We have a specific concern that the bill would make it easier to terminate refugee protection. I was astounded to learn that even once individuals became permanent residents they could have that taken away from them after the fact if conditions changed in their country of origin. This would create incredible uncertainty for refugees who had gone through the process and become permanent residents. In fact, it may even contravene international norms on the treatment of refugees. This is very concerning.

We have already had some debate and discussion on the clause that would prohibit refugee claimants who have been incarcerated in their home country for over 10 years and would not allow for tribunal discretion in the case of political prisoners. I heard the member give an example. What about someone like Nelson Mandela who is now an honorary citizen of Canada? Under the proposed system, he would not have been allowed in Canada. This very broad brush being cast over the system would deny unique and important circumstances of people who have been under political persecution to get the kind of protection they need. This leads me to wonder about the motivation behind a number of these bills.

I hear Conservative members time and again focus on the word “abuse”. It seems to me, whether it is the drug bills, bills under the criminal justice system or Bill C-31, that they focus on a number of issues around abuse, make out that it is the norm and then penalize the whole system. They basically take a very hard-line approach on the whole system which penalizes legitimate claimants. I think this is very wrong. It is a pattern that has been emerging with the Conservative government in more and more legislation that has come before the House.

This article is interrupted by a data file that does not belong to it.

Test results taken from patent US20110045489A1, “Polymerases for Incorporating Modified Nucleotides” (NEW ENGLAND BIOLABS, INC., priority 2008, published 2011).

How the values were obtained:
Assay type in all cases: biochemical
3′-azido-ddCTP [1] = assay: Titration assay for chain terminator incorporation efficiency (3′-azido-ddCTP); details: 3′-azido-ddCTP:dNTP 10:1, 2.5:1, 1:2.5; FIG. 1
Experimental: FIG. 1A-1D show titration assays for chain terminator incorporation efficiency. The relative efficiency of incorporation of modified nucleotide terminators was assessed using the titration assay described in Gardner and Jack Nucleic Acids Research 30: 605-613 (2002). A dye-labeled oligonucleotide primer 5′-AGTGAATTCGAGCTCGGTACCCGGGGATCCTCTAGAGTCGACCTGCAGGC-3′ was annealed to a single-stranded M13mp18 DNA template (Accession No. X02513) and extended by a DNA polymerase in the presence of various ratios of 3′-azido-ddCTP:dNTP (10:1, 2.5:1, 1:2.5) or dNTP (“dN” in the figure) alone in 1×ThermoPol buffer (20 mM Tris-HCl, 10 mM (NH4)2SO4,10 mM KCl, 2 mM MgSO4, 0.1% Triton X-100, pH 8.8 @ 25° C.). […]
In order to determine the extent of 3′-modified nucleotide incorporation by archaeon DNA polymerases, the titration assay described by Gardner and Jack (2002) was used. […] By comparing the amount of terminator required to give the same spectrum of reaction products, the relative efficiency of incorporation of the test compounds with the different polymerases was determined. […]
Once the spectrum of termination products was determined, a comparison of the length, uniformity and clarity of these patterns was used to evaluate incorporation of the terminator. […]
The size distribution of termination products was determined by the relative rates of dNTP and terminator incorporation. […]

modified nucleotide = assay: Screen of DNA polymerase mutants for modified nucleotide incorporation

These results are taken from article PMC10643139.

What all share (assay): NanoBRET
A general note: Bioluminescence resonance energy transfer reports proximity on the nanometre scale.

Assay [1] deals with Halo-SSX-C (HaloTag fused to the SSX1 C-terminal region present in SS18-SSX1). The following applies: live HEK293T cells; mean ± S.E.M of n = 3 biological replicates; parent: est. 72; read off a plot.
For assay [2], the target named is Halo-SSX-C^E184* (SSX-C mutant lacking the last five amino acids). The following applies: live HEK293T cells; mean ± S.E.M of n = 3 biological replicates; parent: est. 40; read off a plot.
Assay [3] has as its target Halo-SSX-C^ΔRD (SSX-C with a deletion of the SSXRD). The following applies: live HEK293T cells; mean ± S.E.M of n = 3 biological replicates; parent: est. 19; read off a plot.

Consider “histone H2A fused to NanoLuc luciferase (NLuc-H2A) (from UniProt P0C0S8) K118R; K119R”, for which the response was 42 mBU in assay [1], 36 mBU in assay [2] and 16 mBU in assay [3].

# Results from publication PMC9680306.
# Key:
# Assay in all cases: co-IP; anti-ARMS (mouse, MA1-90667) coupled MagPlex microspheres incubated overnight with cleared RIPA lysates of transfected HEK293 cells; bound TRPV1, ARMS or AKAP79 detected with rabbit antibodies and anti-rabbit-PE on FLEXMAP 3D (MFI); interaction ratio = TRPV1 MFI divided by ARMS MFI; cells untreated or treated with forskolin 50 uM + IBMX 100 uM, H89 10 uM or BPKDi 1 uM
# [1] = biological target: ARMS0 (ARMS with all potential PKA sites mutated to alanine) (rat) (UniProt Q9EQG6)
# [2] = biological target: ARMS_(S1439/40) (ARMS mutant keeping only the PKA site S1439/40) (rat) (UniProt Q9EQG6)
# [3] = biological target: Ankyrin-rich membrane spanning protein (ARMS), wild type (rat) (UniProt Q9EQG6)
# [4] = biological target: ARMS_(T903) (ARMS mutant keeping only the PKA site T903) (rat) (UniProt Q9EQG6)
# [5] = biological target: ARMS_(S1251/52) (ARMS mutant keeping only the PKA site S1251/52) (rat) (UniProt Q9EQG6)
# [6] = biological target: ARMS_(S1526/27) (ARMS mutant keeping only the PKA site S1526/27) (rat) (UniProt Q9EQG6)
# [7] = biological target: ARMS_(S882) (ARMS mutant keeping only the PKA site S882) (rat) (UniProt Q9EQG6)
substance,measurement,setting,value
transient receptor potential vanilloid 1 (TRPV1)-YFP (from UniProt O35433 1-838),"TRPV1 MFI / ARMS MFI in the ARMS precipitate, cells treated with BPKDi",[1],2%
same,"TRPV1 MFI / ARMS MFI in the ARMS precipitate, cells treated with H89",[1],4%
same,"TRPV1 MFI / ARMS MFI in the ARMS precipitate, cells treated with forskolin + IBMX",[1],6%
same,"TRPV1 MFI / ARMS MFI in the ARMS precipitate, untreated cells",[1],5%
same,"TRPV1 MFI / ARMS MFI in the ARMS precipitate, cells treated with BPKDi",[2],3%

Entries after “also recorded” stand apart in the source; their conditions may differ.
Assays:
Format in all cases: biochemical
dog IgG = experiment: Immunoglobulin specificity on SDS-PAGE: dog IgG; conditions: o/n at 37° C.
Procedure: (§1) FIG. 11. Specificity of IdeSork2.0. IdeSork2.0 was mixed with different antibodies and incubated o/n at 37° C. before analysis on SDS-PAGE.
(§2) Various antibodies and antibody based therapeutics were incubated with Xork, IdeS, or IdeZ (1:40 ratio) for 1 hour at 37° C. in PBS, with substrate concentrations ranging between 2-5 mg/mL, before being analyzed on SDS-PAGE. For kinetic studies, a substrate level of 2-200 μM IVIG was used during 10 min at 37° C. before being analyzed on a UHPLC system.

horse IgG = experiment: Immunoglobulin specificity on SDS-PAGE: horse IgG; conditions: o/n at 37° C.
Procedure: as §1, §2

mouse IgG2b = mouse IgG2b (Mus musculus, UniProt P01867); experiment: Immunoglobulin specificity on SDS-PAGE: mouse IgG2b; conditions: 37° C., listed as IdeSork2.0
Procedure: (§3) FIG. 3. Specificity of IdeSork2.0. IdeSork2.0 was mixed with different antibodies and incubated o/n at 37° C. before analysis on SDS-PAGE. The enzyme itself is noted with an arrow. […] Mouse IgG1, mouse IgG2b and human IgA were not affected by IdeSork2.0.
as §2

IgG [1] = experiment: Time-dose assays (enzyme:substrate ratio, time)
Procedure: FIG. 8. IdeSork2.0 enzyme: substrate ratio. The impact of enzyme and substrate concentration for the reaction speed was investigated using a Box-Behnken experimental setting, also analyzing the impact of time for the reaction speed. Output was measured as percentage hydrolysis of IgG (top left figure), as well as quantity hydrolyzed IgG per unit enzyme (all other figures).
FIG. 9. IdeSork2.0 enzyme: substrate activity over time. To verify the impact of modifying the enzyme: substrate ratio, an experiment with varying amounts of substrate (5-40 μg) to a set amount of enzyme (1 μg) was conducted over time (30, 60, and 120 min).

One of the areas of most concern in the bill is the changes to humanitarian and compassionate consideration. I know many of us, in our local constituencies, assist with casework for refugees. In my riding of Vancouver East, my staff and office work very hard. Over the years we have had hundreds of cases in which we have helped claimants with humanitarian and compassionate grounds. It is a very important element of the process.

The fact is the changes being contemplated in the bill mean that while claimants are waiting for an IRB decision, they cannot apply for H and C concurrently. That means claimants have to make a very difficult decision at the beginning as to whether they want to file for refugee status or humanitarian and compassionate consideration. We know that failed refugee claimants cannot apply for H and C for one year following a negative decision and possibly, by that time, they may have been deported.

Why is this important? I know from the casework we have done in our community that many people can have a refugee claim denied, but nonetheless may have a legitimate claim on humanitarian and compassionate grounds. Our belief is that a failed refugee claim should not get in the way of an H and C consideration.

This change in the act will make it more and more difficult and onerous for refugee claimants to actually have options before them, which they now have. It is definitely a hardening of the system. It is a narrowing of the criteria. It is a focus on abuse that now applies system-wide and makes it much more difficult for people.